Some of the changes to the Common App mimic what is being done on a new application by what is called the Coalition for Access, Affordability and Success, which includes all Ivy League schools, Johns Hopkins University, Stanford University and the University of Virginia. It was billed as an...
The “typical” American college student is changing. Is Big Data equipped to keep up?
A decrease in international enrollment at some schools could have a great economic impact, given that international students bring more than $32 billion a year into the U.S. economy.
If I lost the ZIP code lottery growing up in tap-water-crisis Flint, my new friends had won the neighborhood Powerball jackpot. Don’t get me wrong. My newfound friends worked extremely hard, but they also seemed to have access to a formula for success that had been kept from the rest of us.
Most students pay more for college than an affordability benchmark recommends, according to a new report, and some of the overspending is by choice.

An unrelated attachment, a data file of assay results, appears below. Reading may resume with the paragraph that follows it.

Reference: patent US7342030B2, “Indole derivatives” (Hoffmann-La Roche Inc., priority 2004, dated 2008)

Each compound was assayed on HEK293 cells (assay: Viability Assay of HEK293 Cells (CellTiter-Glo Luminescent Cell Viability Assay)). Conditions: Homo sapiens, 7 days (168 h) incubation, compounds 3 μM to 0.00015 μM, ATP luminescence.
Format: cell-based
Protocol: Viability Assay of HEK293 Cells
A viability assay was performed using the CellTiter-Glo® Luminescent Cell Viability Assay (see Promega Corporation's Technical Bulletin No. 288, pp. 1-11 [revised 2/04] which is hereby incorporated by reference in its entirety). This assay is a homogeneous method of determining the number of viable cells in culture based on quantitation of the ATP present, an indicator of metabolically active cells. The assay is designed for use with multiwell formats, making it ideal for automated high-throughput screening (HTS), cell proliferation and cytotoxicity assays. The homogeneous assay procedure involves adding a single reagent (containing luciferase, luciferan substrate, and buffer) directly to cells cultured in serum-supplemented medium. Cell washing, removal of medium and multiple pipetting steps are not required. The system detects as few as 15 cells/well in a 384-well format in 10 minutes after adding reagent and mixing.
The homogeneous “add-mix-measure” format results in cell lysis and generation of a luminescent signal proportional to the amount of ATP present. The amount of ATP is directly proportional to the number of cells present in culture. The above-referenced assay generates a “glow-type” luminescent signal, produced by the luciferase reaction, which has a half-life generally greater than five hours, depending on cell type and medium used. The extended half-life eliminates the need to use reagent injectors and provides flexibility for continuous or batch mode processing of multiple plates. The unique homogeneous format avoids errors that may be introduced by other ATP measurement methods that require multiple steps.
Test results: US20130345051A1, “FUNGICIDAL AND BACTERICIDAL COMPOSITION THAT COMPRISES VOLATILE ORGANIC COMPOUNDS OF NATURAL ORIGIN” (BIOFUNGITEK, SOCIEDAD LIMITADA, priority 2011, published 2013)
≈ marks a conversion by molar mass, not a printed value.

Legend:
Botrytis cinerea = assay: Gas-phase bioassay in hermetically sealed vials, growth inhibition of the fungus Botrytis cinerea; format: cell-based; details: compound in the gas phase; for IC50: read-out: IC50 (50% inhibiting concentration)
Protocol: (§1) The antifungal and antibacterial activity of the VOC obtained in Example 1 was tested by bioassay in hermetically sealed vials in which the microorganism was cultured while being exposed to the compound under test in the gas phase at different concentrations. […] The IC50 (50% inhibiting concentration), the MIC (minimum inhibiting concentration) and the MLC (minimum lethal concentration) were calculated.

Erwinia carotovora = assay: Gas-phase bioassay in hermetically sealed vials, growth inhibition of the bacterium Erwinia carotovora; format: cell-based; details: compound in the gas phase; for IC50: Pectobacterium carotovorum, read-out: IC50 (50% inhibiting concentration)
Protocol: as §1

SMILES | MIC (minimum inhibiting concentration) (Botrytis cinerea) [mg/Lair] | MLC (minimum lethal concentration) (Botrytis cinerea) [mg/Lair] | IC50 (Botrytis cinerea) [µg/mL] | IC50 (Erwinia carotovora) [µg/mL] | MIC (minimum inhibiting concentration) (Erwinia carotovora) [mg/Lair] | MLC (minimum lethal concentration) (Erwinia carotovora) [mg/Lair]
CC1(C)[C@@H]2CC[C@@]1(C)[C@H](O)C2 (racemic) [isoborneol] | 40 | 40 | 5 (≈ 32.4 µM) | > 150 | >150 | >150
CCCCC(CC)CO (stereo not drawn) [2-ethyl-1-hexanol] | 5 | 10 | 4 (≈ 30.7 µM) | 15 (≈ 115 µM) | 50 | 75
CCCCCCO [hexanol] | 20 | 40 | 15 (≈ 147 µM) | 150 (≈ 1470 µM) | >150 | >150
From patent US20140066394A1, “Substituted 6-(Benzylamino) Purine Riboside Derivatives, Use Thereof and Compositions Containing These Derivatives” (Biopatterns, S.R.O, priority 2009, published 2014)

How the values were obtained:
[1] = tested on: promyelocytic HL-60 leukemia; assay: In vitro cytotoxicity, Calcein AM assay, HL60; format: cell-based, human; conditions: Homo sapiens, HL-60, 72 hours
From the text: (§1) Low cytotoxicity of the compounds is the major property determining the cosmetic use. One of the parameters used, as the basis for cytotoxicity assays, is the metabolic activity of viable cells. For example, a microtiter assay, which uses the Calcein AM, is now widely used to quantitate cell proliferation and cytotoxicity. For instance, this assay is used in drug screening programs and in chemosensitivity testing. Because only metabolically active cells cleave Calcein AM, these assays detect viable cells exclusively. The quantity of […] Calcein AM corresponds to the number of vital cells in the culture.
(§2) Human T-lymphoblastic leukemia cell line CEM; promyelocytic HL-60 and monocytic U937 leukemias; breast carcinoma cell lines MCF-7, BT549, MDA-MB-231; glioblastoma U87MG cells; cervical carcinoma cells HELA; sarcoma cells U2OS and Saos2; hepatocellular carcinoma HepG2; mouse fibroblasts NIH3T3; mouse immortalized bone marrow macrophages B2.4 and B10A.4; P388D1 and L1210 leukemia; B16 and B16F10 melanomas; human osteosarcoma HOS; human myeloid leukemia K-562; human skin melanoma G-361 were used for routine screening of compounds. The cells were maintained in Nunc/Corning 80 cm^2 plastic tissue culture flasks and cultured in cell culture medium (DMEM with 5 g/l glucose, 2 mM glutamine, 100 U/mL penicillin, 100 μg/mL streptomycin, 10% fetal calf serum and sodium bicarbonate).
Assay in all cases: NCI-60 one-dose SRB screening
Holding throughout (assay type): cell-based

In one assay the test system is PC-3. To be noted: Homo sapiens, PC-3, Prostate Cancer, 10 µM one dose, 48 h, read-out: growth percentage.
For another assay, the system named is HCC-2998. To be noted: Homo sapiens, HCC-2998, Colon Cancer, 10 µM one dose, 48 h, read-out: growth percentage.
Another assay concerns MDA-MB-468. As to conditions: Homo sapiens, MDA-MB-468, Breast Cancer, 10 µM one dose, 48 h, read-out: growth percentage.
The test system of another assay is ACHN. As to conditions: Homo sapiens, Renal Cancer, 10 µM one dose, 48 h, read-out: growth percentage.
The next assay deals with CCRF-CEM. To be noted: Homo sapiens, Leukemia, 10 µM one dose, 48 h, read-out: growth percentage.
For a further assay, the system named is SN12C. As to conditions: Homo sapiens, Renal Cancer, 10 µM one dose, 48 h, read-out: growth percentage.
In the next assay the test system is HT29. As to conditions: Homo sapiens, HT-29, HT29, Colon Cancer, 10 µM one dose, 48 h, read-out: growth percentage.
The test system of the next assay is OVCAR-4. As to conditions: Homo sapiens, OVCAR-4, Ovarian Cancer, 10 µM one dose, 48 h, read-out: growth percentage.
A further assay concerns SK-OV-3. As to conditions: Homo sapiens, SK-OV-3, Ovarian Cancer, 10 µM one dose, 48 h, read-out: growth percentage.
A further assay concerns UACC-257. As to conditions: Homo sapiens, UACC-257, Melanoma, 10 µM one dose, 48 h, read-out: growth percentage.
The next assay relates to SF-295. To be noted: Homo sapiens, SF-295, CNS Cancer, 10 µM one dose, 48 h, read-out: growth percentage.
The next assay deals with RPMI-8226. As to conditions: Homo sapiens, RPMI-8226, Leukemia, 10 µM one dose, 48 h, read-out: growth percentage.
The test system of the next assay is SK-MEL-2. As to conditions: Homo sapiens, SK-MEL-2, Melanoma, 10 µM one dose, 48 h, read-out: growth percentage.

Colleges put on a full-court press in these final weeks before the traditional May 1 decision day, hoping a personalized email, a phone call, or a visit to campus with other admitted students will be enough to assure a deposit for the freshman class.
SUNY and CUNY students from families with incomes up to $125,000 will not pay tuition. But some aid experts are alarmed by requirement that graduates stay in state for same number of years they receive the benefit.
Twenty states already offer cheaper in-state college tuition to students who are in the United States illegally. Legislation making its way through the Tennessee Legislature would make that state the 21st.
While many of the challenges are financial, others involve navigating the complex college scene.
Congressional Republicans and the Trump White House appear poised to bring back year-round Pell Grant eligibility, which the Obama administration and Congress nixed in 2012 over cost concerns.